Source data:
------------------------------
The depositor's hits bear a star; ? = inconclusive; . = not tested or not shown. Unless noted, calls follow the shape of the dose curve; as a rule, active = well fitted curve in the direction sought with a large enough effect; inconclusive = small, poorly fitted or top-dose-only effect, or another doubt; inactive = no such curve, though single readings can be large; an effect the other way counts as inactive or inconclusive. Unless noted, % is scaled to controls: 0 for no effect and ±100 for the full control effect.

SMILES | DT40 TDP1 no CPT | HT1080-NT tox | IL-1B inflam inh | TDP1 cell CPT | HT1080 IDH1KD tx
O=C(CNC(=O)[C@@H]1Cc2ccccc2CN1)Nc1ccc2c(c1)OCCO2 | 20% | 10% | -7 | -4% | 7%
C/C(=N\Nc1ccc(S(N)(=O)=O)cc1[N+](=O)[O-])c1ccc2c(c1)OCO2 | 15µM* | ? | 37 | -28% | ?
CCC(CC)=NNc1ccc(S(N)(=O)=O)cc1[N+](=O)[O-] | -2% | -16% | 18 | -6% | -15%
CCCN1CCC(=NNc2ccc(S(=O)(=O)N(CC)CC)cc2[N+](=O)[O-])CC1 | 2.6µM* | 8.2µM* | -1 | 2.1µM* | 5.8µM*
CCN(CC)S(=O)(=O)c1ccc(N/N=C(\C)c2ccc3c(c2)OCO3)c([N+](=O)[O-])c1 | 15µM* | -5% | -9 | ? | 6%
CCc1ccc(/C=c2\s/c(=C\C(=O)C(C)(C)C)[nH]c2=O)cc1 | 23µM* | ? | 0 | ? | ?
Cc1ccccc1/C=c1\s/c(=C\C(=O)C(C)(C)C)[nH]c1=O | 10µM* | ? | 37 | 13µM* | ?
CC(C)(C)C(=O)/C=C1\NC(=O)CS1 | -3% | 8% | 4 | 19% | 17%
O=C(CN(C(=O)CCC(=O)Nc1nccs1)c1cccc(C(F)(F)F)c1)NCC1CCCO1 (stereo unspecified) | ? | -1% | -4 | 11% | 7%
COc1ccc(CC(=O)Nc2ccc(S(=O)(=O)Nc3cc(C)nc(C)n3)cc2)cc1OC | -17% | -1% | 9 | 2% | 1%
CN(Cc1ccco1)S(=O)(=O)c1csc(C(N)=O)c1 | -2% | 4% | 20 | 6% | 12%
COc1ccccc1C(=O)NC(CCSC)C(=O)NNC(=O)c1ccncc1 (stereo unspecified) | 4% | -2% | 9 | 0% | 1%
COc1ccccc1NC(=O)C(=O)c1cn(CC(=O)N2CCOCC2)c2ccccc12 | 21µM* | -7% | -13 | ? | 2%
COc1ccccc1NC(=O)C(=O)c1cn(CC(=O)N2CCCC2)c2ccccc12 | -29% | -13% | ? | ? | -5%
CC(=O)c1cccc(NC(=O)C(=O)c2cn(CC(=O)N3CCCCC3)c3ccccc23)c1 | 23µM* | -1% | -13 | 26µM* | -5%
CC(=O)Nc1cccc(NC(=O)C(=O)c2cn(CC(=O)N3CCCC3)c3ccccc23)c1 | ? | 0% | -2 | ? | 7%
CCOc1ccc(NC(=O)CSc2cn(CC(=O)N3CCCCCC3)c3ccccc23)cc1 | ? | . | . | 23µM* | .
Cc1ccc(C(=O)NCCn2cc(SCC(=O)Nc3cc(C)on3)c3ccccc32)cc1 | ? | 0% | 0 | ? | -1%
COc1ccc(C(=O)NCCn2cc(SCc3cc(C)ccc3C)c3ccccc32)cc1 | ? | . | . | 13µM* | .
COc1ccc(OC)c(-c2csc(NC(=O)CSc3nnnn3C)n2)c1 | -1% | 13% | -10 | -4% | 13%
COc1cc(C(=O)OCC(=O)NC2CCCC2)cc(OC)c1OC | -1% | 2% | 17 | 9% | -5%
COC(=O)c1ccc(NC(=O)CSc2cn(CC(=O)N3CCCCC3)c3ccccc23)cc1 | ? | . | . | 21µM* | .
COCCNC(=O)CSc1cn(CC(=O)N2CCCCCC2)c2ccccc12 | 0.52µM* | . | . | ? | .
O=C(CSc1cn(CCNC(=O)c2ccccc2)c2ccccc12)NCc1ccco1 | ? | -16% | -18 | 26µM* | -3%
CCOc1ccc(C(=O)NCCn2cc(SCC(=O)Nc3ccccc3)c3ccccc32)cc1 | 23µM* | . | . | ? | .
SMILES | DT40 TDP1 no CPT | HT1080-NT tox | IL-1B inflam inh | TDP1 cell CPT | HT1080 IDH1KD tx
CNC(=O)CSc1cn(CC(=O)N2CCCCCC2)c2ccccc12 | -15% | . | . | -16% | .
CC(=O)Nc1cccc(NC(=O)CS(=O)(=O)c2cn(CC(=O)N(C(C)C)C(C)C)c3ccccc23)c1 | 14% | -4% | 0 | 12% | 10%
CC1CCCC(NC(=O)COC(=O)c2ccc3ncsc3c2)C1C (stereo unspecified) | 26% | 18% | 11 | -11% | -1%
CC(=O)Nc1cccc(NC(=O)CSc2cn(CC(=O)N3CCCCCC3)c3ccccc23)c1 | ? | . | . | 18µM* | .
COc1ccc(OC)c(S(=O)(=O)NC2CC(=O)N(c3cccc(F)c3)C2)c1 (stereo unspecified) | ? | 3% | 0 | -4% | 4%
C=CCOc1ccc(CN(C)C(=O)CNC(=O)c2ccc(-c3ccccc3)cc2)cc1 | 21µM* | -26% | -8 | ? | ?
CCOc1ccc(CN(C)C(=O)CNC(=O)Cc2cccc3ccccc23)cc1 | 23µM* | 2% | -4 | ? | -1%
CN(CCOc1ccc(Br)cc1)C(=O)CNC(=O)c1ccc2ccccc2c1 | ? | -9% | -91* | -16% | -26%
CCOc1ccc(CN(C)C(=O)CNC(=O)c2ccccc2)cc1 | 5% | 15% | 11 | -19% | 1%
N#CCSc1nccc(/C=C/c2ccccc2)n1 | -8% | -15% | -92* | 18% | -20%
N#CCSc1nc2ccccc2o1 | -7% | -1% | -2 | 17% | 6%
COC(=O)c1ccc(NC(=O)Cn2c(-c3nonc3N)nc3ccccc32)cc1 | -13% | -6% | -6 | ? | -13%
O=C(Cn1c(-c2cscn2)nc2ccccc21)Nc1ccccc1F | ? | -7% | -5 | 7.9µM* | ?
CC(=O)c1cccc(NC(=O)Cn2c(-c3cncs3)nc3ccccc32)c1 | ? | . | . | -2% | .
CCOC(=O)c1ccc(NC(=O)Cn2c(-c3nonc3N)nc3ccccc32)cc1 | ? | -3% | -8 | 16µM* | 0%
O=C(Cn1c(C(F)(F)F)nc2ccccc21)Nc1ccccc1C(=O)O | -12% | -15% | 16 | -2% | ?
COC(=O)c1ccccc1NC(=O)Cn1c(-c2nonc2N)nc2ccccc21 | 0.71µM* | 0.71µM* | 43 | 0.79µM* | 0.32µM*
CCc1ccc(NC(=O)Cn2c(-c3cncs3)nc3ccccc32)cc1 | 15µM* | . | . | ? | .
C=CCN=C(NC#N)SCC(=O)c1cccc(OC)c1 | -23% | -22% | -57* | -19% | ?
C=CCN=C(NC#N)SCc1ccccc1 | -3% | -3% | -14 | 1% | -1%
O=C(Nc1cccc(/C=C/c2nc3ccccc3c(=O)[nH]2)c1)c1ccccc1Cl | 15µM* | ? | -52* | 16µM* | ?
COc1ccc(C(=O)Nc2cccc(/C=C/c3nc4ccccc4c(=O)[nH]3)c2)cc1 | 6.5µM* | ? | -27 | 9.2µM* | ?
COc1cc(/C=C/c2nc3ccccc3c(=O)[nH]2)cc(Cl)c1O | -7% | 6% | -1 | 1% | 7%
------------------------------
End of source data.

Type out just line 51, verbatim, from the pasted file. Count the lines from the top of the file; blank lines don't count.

COc1cc(/C=C/c2nc3ccccc3c(=O)[nH]2)cc(Cl)c1O | -7% | 6% | -1 | 1% | 7%